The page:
James L. Cowles

© Copyright 2023 by James L. Cowles

Image by 🌼Christel🌼 from Pixabay
Image by Christel from Pixabay

Like many of our friends, my wife and I love animals, and we realize that every time we humans take up space to build our human habitats, we are bumping critters aside, and taking up a little more of their space.

A lot of folks are like us, living in an area that was once only woods and farmland, where there lived, thriving, a lot of carefree animals. It could be that our developers recognized the need for animal habitat, because when they built our subdivision, they also put two nice size lakes at the entrance, and they left a stand of trees and bushes along with those lakes. They are a beautiful addition, and a magnet for wild animals, deer, foxes, geese, etc.

Over the years, we have noticed a growth in our area's duck and geese population and have enjoyed taking food to the lakes to feed them. We live in Louisville, Kentucky, a city some claim as Northern, some, Southern. To me, it's a beautiful mix of both traditions, mostly when considering food and dining, but it's far enough south to keep us from having harsh winters, as well as the snow that accompanies them.

Now, I think I should say that we have experienced warmer winters in the last twenty years, and with that, an increase in winged creatures of all species. Whether it's global warming or just a shift in the weather pattern, it is indeed a topic for another time. I only know the goose population around our lakes and neighborhood has increased substantially.

I used to love being outside in the fall and seeing the famous V-shape of geese flying southward. You could always hear them before you saw them, and each time I saw them it would cause me to wonder where they were off to. The destination of late, at least a good number of them, is the lakes in our subdivision. As a former Sales Manager, I at one time thought of myself as the lead goose, attempting to lead his sales staff of geese to success. I could see the perfect staff, honking, just to cheer me on. Then reality set in, and I would realize that it was more like the staff complaining to me about this or that, something every Sales Manager experiences. I made the mistake of introducing the “lead goose” theory in a sales meeting once, and never truly recovered from it, though they did agree I was a goose. The truth is, most birders will tell you, those followers are just shouting encouraging words to their leader, and every goose will take a turn in that lead position, sooner, or later. What’s good for the goose, is good for the gander; I wish I had thought of that in the sales meeting.

Now to the reason for this story. I used to love geese, and I guess that hasn’t totally changed. But I must say whether, in flocks or pairs, they leave a nasty mess behind, and of course, that is where the mess originates; from their behinds. For some reason, our front yard has become quite the attraction for a particular pair of geese, and they have taken up a token, or my wife thinks permanent, residence. They marry for life you know, and as in human marriage, the gander follows along behind Ms. Goose, who obviously wears the pants in the family. Sound familiar, guys? I’m pretty sure these two birds have been coming to our yard for several years now, and although I don’t believe they drink, they are a rowdy pair, indeed.

My wife is particularly upset at these two for lying on our emerging bluegrass. As for me, I hate the presents they often leave on our sidewalks, and the strange attraction our dog, and for that matter, other dogs have for their poop. We once had a dog that considered it a delicacy, and it was a major chore to keep her away from it. She was a playful animal and liked to give kisses. Ugh!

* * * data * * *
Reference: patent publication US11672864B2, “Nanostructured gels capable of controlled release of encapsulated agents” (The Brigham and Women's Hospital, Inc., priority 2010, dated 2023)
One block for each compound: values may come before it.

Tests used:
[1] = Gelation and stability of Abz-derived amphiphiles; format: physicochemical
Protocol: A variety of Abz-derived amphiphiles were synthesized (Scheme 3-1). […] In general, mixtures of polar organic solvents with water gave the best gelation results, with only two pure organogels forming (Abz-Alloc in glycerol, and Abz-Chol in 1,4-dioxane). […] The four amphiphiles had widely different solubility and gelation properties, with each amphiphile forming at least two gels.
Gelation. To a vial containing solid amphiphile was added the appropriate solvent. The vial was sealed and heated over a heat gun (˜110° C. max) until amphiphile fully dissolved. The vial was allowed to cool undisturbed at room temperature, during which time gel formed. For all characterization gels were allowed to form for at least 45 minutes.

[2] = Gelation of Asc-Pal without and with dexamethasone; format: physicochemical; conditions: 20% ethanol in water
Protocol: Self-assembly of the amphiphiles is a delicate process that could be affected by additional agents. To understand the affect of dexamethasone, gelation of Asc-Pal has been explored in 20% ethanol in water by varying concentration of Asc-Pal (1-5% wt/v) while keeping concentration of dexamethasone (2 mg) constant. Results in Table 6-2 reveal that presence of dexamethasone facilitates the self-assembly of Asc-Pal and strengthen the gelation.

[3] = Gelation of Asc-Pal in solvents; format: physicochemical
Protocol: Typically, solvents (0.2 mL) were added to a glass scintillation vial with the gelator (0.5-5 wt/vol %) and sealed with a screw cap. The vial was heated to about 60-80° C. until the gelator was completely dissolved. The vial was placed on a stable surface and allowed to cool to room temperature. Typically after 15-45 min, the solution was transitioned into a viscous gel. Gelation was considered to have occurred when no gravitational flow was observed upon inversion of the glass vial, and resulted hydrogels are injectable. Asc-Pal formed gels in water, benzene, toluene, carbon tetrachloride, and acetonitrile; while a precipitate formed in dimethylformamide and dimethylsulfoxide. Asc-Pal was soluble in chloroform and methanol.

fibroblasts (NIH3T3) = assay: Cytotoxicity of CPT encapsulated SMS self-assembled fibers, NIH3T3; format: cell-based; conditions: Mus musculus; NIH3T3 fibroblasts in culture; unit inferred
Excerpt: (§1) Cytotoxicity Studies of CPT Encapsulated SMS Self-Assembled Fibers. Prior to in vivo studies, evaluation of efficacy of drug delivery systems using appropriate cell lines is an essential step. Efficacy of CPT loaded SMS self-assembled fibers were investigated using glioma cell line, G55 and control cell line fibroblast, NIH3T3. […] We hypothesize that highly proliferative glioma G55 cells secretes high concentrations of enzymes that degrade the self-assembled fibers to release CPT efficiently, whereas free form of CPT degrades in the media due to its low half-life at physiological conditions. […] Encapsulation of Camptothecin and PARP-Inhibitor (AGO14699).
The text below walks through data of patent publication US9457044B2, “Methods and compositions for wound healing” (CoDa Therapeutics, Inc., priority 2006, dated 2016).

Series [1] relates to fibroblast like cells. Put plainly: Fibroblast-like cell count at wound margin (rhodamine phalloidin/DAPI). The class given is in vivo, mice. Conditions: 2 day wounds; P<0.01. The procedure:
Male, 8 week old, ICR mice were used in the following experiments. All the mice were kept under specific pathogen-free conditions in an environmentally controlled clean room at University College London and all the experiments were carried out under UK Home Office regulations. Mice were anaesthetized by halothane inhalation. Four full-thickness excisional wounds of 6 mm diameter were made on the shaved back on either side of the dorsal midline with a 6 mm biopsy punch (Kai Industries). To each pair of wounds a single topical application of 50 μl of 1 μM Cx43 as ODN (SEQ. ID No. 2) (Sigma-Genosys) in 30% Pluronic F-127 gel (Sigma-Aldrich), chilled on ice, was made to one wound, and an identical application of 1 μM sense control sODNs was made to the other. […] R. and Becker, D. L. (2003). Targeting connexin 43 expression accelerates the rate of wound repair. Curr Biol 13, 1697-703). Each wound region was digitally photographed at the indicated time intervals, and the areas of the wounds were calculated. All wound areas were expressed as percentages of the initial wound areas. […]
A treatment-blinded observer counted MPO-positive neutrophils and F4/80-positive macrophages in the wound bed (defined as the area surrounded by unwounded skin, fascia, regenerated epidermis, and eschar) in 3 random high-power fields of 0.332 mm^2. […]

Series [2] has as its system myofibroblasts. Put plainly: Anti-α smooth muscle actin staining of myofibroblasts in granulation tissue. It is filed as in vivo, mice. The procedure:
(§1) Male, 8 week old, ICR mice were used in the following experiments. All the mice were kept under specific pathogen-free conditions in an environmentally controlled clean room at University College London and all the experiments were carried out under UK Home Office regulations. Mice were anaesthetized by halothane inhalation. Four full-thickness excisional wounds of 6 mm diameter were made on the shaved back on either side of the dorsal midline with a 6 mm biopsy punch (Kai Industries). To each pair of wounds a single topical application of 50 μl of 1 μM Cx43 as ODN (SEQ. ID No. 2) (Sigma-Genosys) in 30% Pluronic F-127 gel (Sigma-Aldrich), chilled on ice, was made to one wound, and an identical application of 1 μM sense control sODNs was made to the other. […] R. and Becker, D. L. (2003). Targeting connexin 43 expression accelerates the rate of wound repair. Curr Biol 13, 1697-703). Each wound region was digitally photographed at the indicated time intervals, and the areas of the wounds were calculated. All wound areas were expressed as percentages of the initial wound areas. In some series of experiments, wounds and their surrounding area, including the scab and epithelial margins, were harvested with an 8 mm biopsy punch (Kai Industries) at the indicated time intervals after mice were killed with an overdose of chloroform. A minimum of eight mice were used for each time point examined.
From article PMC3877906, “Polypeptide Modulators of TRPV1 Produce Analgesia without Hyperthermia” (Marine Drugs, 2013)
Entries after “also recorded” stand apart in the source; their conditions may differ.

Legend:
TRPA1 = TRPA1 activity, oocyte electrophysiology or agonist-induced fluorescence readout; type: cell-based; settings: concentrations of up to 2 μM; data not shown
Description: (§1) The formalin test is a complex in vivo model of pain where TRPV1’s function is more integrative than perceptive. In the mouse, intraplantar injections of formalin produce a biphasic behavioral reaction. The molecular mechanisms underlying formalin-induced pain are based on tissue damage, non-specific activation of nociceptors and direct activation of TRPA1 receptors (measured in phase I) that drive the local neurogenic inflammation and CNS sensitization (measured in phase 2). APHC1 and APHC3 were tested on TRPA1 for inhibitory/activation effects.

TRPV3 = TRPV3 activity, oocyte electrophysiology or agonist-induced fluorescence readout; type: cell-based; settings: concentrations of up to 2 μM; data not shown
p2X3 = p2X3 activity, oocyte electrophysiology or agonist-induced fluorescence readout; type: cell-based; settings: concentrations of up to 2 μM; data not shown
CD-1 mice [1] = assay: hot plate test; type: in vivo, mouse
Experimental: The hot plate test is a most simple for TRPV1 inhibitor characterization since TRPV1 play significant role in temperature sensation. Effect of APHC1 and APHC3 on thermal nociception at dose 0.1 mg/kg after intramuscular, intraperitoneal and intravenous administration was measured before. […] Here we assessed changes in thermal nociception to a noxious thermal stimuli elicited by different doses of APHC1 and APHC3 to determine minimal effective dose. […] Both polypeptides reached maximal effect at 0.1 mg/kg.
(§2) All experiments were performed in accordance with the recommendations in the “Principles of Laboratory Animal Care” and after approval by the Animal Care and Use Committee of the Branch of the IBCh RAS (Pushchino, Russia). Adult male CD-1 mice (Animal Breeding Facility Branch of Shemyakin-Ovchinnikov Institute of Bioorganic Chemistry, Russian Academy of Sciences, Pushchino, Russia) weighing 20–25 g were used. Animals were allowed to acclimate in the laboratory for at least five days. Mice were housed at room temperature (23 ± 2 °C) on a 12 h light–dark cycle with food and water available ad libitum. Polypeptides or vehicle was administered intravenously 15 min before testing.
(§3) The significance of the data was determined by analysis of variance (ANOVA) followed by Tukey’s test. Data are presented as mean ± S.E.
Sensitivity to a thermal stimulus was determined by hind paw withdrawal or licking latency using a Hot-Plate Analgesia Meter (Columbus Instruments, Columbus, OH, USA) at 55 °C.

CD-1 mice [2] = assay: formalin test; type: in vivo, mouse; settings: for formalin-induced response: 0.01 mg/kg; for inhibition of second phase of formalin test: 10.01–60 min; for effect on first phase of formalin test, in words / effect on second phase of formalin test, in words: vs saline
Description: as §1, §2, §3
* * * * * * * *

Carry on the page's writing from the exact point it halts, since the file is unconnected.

My wife often stands on the front porch shouting, “shoo, shoo,” which they generally ignore, or at times respond to her with a menacing, honk. Now, I’ve seen these birds chase dogs, and I’m not sure the foxes in our woods would stand a chance of nabbing them for a meal. In fact, foxes are most likely to go after the babies, and I’m sure we will have a healthy batch of those very soon. Geese are aggressive rascals when bothered, and I’ve warned my wife to stay near the front door when she yells at them. She has tried many things to get them to move on, including an air horn, the type you would take to a ball game on Saturday afternoon or evening, a whistle, and even a harmonica (various keys). I am sorry to report, none of these had any effect on the brazen duo. Today, just as I was thinking of writing this story for Richard, she discovered the remedy she has been searching for, and she did it quite by accident. She took our new electric blower to the front yard with the intent to blow Magnolia leaves from our river rock that is around our shrubs. Let me tell you, our duo does not like the sound, nor the stream of forceful air that thing produces. They took to the sky in a big hurry, honking a warning either to my wife or perhaps to other geese in the area. The last time I saw them, they were headed for our lakes.

We still love and admire these beautiful Canadian geese, but we hope they do not remember our faces when we stop by the lakes to feed them. If by chance they recognize my wife, she may be in for it, but I will sacrifice myself as Mr. Gander would do, and follow quickly and closely behind her and see she gets safely in the car.

We do have another way to see our not-so-friendly duo without endangering ourselves. The pair always stops by our neighbor’s pool when he opens it this month, and they bring along quite a few friends. They all come by just to test the water, to see if it meets their standards, and we can watch them from our backyard. Thankfully, I will not have to clean the pool after they leave their inevitable presents.  

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